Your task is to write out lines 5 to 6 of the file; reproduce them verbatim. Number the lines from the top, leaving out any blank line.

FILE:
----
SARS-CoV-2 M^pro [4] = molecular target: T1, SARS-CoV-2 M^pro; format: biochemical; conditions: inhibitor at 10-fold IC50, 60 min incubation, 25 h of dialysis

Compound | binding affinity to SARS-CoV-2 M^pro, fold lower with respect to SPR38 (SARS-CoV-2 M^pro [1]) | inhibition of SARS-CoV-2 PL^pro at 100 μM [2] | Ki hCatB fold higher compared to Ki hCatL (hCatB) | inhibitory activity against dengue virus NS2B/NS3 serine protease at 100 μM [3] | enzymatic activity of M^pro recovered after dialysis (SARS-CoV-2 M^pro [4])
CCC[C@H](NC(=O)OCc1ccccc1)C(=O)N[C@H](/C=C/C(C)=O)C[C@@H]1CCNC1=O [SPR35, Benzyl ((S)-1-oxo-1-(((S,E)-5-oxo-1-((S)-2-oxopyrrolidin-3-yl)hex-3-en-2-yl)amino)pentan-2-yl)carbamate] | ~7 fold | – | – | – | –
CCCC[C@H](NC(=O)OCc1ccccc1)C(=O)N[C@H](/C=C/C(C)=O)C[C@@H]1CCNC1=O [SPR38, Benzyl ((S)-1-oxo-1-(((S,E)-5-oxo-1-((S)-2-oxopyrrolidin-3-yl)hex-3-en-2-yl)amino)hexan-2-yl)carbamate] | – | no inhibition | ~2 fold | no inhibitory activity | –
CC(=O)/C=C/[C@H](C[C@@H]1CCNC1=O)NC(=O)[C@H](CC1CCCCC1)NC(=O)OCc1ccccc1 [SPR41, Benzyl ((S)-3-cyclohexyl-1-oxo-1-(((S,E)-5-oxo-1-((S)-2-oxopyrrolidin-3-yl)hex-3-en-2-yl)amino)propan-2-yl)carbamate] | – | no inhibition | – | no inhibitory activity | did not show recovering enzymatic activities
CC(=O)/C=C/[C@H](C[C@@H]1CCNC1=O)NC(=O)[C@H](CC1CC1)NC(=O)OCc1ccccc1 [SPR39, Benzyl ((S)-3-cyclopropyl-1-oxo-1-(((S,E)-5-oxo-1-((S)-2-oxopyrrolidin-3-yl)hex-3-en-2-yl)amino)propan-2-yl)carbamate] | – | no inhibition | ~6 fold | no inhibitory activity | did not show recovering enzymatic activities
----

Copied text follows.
CC(=O)/C=C/[C@H](C[C@@H]1CCNC1=O)NC(=O)[C@H](CC1CCCCC1)NC(=O)OCc1ccccc1 [SPR41, Benzyl ((S)-3-cyclohexyl-1-oxo-1-(((S,E)-5-oxo-1-((S)-2-oxopyrrolidin-3-yl)hex-3-en-2-yl)amino)propan-2-yl)carbamate] | – | no inhibition | – | no inhibitory activity | did not show recovering enzymatic activities
CC(=O)/C=C/[C@H](C[C@@H]1CCNC1=O)NC(=O)[C@H](CC1CC1)NC(=O)OCc1ccccc1 [SPR39, Benzyl ((S)-3-cyclopropyl-1-oxo-1-(((S,E)-5-oxo-1-((S)-2-oxopyrrolidin-3-yl)hex-3-en-2-yl)amino)propan-2-yl)carbamate] | – | no inhibition | ~6 fold | no inhibitory activity | did not show recovering enzymatic activities